Lesson Learned: put strict, clear policies in place, communicate them to those impacted.
My case study in point has to do with a "pass-through" service 3L Publishing provides. A "pass-through" service means we are the middle business involved. We work with a vendor to provide that service, but it's not a service 3L makes money off. It's a service that is part of providing service to our clients. Recently a mistake got made and 3L had to absorb the cost of the mistake. Now the problem with it is that 3L doesn't make money off the service. So when asked to absorb the mistake we had to essentially fund the project that had no connection to us actually making money.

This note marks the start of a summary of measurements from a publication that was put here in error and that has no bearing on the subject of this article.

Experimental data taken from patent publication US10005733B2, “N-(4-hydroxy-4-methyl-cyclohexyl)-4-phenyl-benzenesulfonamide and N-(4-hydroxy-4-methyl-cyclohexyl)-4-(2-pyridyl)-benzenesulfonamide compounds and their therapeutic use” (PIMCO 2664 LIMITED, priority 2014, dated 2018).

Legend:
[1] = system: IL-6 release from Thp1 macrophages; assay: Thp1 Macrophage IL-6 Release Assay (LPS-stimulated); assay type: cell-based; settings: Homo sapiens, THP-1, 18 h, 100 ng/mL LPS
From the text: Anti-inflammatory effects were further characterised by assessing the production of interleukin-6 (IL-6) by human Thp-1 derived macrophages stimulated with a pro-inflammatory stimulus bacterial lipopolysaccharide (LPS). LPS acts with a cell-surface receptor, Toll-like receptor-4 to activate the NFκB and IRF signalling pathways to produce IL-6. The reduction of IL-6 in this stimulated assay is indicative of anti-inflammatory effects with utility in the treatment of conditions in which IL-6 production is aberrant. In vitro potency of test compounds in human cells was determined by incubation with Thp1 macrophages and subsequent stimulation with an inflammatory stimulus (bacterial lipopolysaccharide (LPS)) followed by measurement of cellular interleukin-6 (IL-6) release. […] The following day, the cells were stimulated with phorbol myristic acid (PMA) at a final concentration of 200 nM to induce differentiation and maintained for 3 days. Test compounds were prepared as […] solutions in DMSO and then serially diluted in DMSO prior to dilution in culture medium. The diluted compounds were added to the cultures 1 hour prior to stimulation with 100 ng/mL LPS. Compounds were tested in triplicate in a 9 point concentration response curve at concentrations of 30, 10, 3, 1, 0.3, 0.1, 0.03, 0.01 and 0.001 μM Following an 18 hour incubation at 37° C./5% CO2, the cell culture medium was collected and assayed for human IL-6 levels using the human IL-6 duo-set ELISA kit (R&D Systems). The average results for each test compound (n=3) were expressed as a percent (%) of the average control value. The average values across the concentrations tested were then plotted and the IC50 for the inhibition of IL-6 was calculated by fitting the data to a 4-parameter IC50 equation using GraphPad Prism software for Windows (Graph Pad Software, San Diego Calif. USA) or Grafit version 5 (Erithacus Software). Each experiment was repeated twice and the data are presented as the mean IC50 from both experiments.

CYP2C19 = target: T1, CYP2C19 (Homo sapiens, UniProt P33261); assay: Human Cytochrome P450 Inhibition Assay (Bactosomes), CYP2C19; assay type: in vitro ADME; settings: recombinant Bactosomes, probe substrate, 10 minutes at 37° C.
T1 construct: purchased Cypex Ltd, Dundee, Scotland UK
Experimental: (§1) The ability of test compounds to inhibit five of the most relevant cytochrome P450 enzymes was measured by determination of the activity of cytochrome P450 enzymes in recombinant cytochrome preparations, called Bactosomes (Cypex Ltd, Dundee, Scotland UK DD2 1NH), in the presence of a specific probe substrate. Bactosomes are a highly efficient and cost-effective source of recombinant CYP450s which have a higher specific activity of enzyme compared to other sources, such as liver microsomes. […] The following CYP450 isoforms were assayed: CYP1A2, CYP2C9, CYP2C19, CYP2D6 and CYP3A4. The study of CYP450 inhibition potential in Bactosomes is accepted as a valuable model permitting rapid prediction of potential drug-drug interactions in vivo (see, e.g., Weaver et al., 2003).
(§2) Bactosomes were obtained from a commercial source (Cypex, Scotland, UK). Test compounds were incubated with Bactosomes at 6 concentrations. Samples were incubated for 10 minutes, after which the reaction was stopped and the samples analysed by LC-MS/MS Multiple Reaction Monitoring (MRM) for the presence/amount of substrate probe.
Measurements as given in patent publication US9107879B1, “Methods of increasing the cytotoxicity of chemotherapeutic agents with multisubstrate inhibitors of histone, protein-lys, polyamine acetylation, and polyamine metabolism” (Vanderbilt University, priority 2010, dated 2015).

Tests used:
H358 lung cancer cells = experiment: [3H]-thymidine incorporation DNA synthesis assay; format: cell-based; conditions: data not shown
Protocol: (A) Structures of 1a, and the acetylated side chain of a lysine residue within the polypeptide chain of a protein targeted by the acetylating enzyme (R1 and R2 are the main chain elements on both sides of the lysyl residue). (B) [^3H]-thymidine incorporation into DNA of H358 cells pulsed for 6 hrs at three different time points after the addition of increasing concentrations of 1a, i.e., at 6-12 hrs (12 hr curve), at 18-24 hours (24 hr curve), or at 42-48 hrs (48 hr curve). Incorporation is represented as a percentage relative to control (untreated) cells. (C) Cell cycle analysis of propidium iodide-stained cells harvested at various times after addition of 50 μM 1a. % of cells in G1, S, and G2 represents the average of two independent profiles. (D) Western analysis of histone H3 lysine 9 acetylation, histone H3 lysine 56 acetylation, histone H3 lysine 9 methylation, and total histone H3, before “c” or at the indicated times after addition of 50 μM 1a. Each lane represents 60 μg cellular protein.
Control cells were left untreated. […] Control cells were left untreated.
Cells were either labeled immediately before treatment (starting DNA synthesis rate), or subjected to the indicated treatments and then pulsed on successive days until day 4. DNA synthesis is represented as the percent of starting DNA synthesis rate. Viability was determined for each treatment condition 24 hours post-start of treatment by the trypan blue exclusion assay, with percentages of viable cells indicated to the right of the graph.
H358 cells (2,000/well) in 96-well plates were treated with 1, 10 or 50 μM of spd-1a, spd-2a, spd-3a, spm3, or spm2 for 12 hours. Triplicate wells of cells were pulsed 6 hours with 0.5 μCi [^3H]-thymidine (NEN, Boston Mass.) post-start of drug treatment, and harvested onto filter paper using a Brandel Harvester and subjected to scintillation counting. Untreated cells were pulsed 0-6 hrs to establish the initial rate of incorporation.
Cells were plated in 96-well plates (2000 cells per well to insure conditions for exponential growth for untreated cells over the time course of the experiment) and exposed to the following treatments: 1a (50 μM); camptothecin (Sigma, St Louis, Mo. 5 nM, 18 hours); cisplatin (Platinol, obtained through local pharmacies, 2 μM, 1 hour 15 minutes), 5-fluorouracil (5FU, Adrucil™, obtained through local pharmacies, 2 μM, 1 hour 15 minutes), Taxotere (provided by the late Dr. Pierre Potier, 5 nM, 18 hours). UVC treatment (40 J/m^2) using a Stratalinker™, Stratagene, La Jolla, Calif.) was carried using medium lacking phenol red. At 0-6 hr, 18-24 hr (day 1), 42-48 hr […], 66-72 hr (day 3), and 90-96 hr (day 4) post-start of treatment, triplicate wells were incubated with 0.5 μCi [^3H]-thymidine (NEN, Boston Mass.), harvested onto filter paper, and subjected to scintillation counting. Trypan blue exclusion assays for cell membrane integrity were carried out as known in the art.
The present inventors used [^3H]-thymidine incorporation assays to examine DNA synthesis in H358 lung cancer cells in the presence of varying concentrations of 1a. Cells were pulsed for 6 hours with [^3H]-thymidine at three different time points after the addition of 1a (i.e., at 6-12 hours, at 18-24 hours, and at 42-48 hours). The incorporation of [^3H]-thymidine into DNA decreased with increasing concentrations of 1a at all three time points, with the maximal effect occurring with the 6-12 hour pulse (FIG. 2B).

This mistake, which mistakes are fine as long as you learn from them, made me step back to evaluate our liability in providing this service. As a result, I realized I need a new policy in place regarding the liability.
So my next step is to write the new policy, implement it, and communicate it.
Because this policy wasn't in place, there were no guidelines to follow. I had no recourse to apply any accountability. Normally when business is going great this kind of mistake can absorbed, but when business isn't going great this kind of error can actually become a true setback.
Strict, clear and consistent guidelines (The Rules) will hold the line. You then have something to reference and hold both sides accountable. I don't want to carry liabilities when I'm not making money off a service -- that is bad business formula.